Föhrenbergkreis Finanzwirtschaft

Unkonventionelle Lösungen für eine zukunftsfähige Gesellschaft

Posts Tagged ‘Inequality’

A Better Approach to Globalization

Posted by hkarner - 6. Oktober 2018

Date: 05-10-2018
Source: YaleGlobal by Koichi Hamada

Research repeatedly demonstrates that globalization delivers prosperity through trade and jobs, new technologies and ideas, cooperation and peace. But many individuals fear open societies, change and competition. Innovative technologies, especially robotics and artificial intelligence, compound the worries and some politicians heighten the anxieties even though resisting globalization actually hampers the competitiveness of their constituents. Koichi Hamada, professor emeritus of economics at Yale University, explains the dilemma: “If political leaders advance globalization, it may worsen the income-distribution problem that in turn triggers public dissatisfaction. The government may react to the dissatisfaction by restricting trade, not only impairing growth but endangering democracy as a result. On the other hand, political leaders that slow globalization in order to avoid political consequences may sacrifice long-term objectives such as human rights and worldwide liberty.” He urges world leaders to address inequality and failure to enforce laws ranging from immigration to taxation as well as encourage foreign investments that expose communities to diversity, innovation and new comforts. – YaleGlobal

Idealism and political realism must reach compromise on globalization, or the world can expect less wealth and more war

Koichi Hamada is professor emeritus of economics at Yale University and a special adviser to the prime minister of Japan. Den Rest des Beitrags lesen »

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Profit Sharing Now

Posted by hkarner - 1. Oktober 2018

Kaushik Basu, former Chief Economist of the World Bank, is Professor of Economics at Cornell University and Nonresident Senior Fellow at the Brookings Institution.

Recent proposals to grant workers equity in the economy have been met with skepticism by those who fear that radical intervention in the market inevitably paves the road to serfdom. But profit-sharing schemes, if designed properly, could be an ideal response to today’s dangerously high levels of inequality.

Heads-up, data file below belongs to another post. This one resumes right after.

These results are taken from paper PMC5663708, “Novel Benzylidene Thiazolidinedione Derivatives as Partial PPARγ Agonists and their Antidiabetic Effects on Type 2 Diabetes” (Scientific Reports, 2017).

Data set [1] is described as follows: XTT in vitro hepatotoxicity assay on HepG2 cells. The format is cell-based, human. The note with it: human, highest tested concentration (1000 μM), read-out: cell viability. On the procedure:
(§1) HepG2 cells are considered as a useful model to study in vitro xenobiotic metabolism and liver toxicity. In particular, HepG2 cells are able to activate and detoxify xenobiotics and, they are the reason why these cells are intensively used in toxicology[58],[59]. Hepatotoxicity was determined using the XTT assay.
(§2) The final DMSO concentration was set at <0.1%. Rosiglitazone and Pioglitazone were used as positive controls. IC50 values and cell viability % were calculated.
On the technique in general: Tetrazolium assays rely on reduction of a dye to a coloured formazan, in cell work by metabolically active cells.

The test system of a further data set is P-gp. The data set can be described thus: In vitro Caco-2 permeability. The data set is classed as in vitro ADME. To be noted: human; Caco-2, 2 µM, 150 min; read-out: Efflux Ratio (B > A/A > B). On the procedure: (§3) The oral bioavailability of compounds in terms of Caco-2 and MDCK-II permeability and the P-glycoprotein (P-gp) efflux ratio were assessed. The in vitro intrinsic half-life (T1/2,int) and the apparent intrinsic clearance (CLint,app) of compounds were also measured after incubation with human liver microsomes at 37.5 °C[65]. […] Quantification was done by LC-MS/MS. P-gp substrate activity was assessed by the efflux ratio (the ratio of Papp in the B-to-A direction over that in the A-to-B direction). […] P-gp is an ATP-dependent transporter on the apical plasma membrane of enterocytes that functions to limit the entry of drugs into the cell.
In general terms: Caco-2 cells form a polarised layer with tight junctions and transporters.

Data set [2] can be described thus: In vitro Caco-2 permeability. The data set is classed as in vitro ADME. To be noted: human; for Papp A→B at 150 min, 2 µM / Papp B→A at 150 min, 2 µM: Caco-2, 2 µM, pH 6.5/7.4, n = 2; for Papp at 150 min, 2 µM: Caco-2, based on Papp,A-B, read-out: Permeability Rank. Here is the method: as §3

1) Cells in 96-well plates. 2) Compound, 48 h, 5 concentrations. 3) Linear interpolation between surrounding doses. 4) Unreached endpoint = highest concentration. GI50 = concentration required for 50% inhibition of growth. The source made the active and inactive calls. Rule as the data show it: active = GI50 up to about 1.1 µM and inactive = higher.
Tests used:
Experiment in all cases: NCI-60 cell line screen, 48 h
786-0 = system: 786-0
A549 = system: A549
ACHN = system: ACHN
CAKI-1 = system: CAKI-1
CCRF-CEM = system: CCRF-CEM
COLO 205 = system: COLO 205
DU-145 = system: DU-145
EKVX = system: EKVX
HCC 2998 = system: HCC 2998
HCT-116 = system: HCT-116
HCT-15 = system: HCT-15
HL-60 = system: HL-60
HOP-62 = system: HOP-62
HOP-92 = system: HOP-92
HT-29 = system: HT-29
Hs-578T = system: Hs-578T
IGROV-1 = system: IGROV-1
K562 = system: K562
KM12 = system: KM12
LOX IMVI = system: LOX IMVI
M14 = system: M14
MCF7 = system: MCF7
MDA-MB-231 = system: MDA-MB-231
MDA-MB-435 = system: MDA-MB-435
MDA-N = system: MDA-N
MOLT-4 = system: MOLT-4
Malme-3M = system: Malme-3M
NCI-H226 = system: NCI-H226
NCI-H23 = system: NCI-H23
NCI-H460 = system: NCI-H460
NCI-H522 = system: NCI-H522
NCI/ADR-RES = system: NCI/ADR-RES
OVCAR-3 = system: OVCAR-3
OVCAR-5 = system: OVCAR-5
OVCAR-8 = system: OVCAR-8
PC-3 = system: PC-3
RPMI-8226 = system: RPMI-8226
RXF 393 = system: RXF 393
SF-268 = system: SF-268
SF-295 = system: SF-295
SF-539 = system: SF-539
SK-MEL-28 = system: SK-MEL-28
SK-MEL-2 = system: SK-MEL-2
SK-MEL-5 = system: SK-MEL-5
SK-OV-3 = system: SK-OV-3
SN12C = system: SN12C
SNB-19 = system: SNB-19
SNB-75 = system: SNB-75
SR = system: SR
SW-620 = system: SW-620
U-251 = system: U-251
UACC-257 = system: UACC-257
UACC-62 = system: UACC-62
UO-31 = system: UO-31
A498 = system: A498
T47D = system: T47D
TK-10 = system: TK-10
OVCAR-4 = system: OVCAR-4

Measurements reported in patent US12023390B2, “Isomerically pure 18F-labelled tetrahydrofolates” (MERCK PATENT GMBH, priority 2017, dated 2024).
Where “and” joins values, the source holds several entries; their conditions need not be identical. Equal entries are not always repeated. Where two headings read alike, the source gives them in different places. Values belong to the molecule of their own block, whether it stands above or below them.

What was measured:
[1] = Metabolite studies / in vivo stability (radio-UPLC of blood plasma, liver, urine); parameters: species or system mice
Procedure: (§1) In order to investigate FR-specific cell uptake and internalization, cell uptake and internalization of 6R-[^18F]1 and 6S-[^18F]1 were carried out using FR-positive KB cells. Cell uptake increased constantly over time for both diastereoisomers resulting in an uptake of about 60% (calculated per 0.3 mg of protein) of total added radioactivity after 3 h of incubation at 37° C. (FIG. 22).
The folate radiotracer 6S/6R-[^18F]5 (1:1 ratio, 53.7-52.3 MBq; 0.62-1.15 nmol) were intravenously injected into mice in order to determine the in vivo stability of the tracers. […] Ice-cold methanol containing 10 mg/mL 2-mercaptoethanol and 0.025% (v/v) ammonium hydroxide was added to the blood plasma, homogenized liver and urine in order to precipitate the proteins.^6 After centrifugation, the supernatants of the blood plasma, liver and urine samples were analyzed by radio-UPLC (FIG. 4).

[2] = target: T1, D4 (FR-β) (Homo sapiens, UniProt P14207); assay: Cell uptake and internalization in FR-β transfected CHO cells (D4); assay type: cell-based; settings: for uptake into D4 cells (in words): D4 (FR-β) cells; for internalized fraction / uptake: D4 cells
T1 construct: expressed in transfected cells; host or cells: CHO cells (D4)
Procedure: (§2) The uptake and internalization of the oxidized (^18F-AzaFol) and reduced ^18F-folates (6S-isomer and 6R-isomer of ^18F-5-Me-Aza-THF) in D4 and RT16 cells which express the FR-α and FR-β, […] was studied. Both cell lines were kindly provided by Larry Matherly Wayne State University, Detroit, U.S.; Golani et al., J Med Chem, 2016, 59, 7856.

NEW YORK – At the British Labour Party’s annual conference in Liverpool this month, the shadow chancellor of the exchequer, John McDonnell, proposed a profit-sharing scheme that would grant workers equity in the firms where they are employed. McDonnell raised this idea in what was decidedly a political speech; and policy experts and economists have reacted skeptically. While a poorly executed profit-sharing program could do serious damage, that is no reason to reject the idea altogether. It is in fact a good sign that the idea is being publicly defended by a political leader.

Many mainstream economists, from Martin Weitzman and Richard B. Freeman to Joseph E. Stiglitz, Debraj Ray, and Kalle Moene have proposed variants of the concept. And with many advanced economies at a critical juncture, with unconscionable levels of inequality threatening to shred the very fabric of democratic politics, “equity for the poor” is an economic principle whose time has come. Den Rest des Beitrags lesen »

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Historian Yuval Noah Harari on the Robot Revolution

Posted by hkarner - 28. September 2018

Date: 27-09-2018
Source: The Wall Street Journal

The author of ‘Sapiens’ sees a future in which machines make better doctors, AI aids dictatorships and surveillance has a silver lining

Historian Yuval Noah Harari on the Robot Revolution

Science fiction is full of artificial intelligence that gains consciousness and wreaks destruction on humankind. In reality, the threat is less dramatic but just as scary, according to historian Yuval Noah Harari, who predicts upheaval in the workforce, global governments and our emotional lives.

Harari gained a global fan base after the 2011 release of “Sapiens: A Brief History of Humankind,” a bestseller that questioned conventional wisdom on the evolution of the species. He followed that up in 2017 with “Homo Deus: A Brief History of Tomorrow.” In “21 Lessons for the 21st Century,” published in September, the Israeli scholar offers advice on tackling the most pressing issues of tomorrow, from information technology to terrorism.

Harari, age 43, recently spoke to The Future of Everything about potential winners and losers in the automation revolution, how AI could help dictatorships outpace democracies, and the rise of machines more sympathetic than humans.

Most Jobs Will Not Be Worth Saving Den Rest des Beitrags lesen »

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A radical idea for reducing inequality deserves more attention

Posted by hkarner - 22. September 2018

Date: 20-09-2018
Source: The Economist: Free exchange

A social wealth fund could narrow the gap between the rich and the poor

RECENT decades have not been particularly good ones for those who toil on, rather than own, the means of production. Labour markets have made a slow and incomplete recovery from the trauma of the Great Recession. The crisis only briefly dislodged corporate profits as a share of GDP from historically high levels. Across much of the world, the share of national income flowing to labour has fallen over the past 40 years.